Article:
On 27 May 2020 on the session of the Parliamentary Commission on Health the amendment introducing the referral obligation to the government draft bill on the doctors’ and dentists’ professions has been deleted. The draft bill without the referral obligation passed the 3rd reading in the Polish Sejm and was sent to the Senate for adoption (or deletion of amendments). The Senate where the opposition holds the majority restored the referral obligation to its draft. The Sejm may now reject the amendment on the referral obligation introduced by Senate by the absolute majority of votes (more than 50 %).
At stake here is a provision of Article 39 § 2 which in case of a refusal to perform abortion by a doctor who relied on the conscience clause, obliges the hospital to refer to another hospital or institution which could perform the service. If this provision does not become a part of this law, women will be forced to look for hospitals who would perform legal abortion on their own, without ANY institutional assistance.
This is another step further limiting the rights of women in Poland in accessing SRHR services. Access to legal abortion is a guaranteed service under the public health scheme. Deleting this provision strips women of practical access to abortion services guaranteed by law. As a result, women who might be already in a stressful situation will be forced to travel the entire country, from hospital to hospital requesting access to abortion. Given that only 10 % of hospitals provide legal abortion services in Poland, it makes it extremely difficult for women. It will further outlaw abortion, push it underground seriously affecting rights and safety of women in the country.
Deletion of this provision is a blatant violation of the recent call for action from March 2020 addressed by the Council of Europe’s Committee of Ministers who monitors (lack) of progress in the execution of 3 judgments of the European Court of Human Rights against Poland concerning important aspects of access to basic SRHR services.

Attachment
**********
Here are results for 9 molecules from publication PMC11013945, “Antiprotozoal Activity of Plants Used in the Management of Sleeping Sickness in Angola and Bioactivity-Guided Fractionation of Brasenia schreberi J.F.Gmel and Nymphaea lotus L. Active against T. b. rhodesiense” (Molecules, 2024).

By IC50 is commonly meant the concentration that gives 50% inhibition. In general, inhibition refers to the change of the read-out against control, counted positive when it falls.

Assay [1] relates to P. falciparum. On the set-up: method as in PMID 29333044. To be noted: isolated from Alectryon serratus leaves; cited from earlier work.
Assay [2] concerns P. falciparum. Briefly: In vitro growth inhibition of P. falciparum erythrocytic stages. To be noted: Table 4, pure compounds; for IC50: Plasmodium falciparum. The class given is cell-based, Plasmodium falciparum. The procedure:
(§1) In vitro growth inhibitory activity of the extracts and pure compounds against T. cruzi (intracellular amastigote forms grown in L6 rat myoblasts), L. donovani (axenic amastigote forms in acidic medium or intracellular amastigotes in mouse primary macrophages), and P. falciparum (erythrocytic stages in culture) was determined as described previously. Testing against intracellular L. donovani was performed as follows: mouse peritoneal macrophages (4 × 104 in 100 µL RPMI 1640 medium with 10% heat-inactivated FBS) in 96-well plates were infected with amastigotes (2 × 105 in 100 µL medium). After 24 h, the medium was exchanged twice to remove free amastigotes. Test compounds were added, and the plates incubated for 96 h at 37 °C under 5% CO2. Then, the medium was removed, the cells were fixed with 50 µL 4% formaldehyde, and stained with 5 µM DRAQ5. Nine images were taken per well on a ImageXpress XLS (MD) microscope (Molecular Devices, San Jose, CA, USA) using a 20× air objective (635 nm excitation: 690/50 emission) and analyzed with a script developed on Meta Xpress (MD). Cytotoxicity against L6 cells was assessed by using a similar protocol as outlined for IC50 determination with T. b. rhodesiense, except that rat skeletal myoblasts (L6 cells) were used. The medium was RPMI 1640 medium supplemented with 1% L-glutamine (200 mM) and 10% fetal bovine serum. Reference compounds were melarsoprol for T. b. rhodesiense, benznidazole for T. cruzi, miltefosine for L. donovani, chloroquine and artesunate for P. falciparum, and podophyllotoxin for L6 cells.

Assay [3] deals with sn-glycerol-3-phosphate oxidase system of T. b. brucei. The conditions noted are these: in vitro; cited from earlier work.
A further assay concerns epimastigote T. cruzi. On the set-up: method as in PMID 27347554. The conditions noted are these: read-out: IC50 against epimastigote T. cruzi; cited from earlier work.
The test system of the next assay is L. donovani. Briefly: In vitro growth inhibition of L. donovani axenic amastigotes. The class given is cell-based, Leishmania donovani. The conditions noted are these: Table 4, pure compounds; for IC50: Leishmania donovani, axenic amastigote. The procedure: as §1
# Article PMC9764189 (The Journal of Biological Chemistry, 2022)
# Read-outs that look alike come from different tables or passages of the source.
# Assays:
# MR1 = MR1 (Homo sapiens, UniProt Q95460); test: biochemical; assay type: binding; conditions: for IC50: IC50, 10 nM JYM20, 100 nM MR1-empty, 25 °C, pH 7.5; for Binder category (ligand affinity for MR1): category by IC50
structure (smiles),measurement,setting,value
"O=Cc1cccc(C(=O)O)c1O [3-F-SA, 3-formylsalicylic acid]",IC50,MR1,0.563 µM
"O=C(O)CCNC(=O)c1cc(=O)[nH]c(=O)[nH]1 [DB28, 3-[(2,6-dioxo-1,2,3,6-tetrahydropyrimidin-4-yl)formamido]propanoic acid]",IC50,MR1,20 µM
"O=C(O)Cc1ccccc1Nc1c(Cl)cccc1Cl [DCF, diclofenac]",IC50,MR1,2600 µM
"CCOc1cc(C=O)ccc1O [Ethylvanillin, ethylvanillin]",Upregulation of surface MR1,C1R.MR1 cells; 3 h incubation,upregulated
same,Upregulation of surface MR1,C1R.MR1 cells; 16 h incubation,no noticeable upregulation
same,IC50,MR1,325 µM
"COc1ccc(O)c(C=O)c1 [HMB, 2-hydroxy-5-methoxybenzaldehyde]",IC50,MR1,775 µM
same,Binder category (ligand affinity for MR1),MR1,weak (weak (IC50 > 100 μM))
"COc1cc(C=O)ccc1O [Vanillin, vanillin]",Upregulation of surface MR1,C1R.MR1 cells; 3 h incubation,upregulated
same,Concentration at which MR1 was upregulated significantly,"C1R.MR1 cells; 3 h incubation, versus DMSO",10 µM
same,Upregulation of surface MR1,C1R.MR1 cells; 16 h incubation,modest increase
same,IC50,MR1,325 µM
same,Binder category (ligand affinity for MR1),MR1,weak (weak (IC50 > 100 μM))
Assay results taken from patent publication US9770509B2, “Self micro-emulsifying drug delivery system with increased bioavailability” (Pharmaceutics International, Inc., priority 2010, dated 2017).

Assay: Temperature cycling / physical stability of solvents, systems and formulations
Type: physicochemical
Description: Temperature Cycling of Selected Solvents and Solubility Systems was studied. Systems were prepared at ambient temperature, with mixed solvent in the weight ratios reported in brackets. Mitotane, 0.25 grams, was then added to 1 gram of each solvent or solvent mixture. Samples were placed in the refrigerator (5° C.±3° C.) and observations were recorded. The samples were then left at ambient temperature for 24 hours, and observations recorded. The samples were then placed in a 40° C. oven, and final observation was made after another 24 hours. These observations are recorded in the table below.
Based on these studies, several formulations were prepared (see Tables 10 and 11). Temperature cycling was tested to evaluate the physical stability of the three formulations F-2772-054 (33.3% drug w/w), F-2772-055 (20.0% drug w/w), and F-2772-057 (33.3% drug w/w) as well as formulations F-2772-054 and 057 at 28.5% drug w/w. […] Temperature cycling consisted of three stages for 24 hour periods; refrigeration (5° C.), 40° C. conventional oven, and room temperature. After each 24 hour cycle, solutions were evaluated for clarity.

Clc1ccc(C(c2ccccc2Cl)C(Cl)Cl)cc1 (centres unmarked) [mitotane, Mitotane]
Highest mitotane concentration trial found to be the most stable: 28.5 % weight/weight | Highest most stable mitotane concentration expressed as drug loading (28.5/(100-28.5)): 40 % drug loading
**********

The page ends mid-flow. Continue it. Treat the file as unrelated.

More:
The recommendation calls among other things: “to provide explicitly that a healthcare provider has an obligation to provide information to patients on how to obtain healthcare services which were not performed due to the use of the conscience clause and strongly encouraged the adoption of such an amendment without further delay”. Moreover, it violates numerous recommendations of UN bodies and institutions addressed to the Polish government to remove all the legal and social barriers for women in access to abortion.
The Federation for Women and Family Planning has been advocating for the referral obligation for many years. Given the latest developments we have appealed to MPs and mobilized societal support by means of a petition that was signed by almost 7 thousand people.
The Federation informed international partners and European institutions about regressive decisions of the Polish Parliament. Also international community has been appealing to the Polish decision-making to introduce into Polish law an obligation on health facilities to refer women to an alternative doctor or health facility if they have been refused health care, including legal abortion care, by a doctor in the health facility on grounds of conscience or religion.
The Council of Europe Commissioner for Human Rights urged the President of Poland to veto the amendments adopted by the Sejm and call on the Polish Sejm to review the text in order to bring it in line with the human rights standards of the Council of Europe and Poland’s obligations. The whole statement:
“I regret that the amendments to Poland’s Medical Professions Act adopted on 16 July by the lower house of the Polish parliament, the Sejm, fail to explicitly oblige healthcare providers to refer patients to an alternative and willing provider in the event of the refusal of a medical service on grounds of conscience”, said today the Commissioner.
“The repeated removal by the Sejm of this key provision, which had been put forward by the Polish government and received the support of the Senate, goes against my recommendation to urgently address the shortcomings in Poland’s legal and institutional framework of conscience-based refusals of abortion care, which continue to seriously hamper the practical enjoyment by women and girls in Poland of their sexual and reproductive health and rights. It is also at variance with the recent decision of the Committee of Ministers of the Council of Europe, which, in the framework of the supervision of the execution of a judgment of the European Court of Human Rights against Poland, strongly encouraged the adoption of such a provision without further delay.”
Here you can read the letter by the All of Us Group in the European Parliament.
“Failure by the Sejm to adopt the amendment would perpetuate ongoing violations of Poland’s international human rights obligations to guarantee women access to legal abortion care and ensure that doctors’ refusals of care do not undermine access to care to this care and would further undermine compliance with the judgments of the European Court of Human Rights. We therefore strongly urge you to support this important amendment.”